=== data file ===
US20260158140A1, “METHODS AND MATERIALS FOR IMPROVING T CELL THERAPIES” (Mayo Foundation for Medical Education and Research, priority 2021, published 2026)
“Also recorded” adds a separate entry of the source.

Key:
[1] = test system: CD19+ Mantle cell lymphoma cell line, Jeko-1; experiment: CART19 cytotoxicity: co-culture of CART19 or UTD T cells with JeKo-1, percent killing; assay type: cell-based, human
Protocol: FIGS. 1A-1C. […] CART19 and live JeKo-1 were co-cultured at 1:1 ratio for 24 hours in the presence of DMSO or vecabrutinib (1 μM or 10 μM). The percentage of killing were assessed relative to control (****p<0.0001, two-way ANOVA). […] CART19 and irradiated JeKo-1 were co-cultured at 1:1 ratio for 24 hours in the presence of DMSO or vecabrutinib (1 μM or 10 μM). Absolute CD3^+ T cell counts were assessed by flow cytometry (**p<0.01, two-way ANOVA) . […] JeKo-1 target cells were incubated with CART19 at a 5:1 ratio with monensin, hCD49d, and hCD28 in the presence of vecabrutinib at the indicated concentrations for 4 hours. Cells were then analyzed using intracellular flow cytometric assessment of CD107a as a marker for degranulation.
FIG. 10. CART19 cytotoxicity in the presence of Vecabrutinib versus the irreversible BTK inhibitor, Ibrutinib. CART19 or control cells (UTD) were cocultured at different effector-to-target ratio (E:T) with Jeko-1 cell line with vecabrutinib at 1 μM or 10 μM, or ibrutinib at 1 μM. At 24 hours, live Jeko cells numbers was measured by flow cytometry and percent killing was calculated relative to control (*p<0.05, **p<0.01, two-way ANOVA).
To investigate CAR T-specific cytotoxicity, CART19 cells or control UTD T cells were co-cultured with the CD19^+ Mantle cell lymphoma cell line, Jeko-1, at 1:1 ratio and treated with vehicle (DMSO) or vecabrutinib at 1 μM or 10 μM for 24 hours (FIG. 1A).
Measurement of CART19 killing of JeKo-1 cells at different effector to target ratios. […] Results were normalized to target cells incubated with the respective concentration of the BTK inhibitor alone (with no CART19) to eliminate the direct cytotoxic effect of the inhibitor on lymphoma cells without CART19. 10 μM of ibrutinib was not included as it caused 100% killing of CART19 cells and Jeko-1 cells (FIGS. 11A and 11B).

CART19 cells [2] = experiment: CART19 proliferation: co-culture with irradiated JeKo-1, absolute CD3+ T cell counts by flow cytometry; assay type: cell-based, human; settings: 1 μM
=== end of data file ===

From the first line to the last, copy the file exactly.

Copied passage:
US20260158140A1, “METHODS AND MATERIALS FOR IMPROVING T CELL THERAPIES” (Mayo Foundation for Medical Education and Research, priority 2021, published 2026)
“Also recorded” adds a separate entry of the source.

Key:
[1] = test system: CD19+ Mantle cell lymphoma cell line, Jeko-1; experiment: CART19 cytotoxicity: co-culture of CART19 or UTD T cells with JeKo-1, percent killing; assay type: cell-based, human
Protocol: FIGS. 1A-1C. […] CART19 and live JeKo-1 were co-cultured at 1:1 ratio for 24 hours in the presence of DMSO or vecabrutinib (1 μM or 10 μM). The percentage of killing were assessed relative to control (****p<0.0001, two-way ANOVA). […] CART19 and irradiated JeKo-1 were co-cultured at 1:1 ratio for 24 hours in the presence of DMSO or vecabrutinib (1 μM or 10 μM). Absolute CD3^+ T cell counts were assessed by flow cytometry (**p<0.01, two-way ANOVA) . […] JeKo-1 target cells were incubated with CART19 at a 5:1 ratio with monensin, hCD49d, and hCD28 in the presence of vecabrutinib at the indicated concentrations for 4 hours. Cells were then analyzed using intracellular flow cytometric assessment of CD107a as a marker for degranulation.
FIG. 10. CART19 cytotoxicity in the presence of Vecabrutinib versus the irreversible BTK inhibitor, Ibrutinib. CART19 or control cells (UTD) were cocultured at different effector-to-target ratio (E:T) with Jeko-1 cell line with vecabrutinib at 1 μM or 10 μM, or ibrutinib at 1 μM. At 24 hours, live Jeko cells numbers was measured by flow cytometry and percent killing was calculated relative to control (*p<0.05, **p<0.01, two-way ANOVA).
To investigate CAR T-specific cytotoxicity, CART19 cells or control UTD T cells were co-cultured with the CD19^+ Mantle cell lymphoma cell line, Jeko-1, at 1:1 ratio and treated with vehicle (DMSO) or vecabrutinib at 1 μM or 10 μM for 24 hours (FIG. 1A).
Measurement of CART19 killing of JeKo-1 cells at different effector to target ratios. […] Results were normalized to target cells incubated with the respective concentration of the BTK inhibitor alone (with no CART19) to eliminate the direct cytotoxic effect of the inhibitor on lymphoma cells without CART19. 10 μM of ibrutinib was not included as it caused 100% killing of CART19 cells and Jeko-1 cells (FIGS. 11A and 11B).

CART19 cells [2] = experiment: CART19 proliferation: co-culture with irradiated JeKo-1, absolute CD3+ T cell counts by flow cytometry; assay type: cell-based, human; settings: 1 μM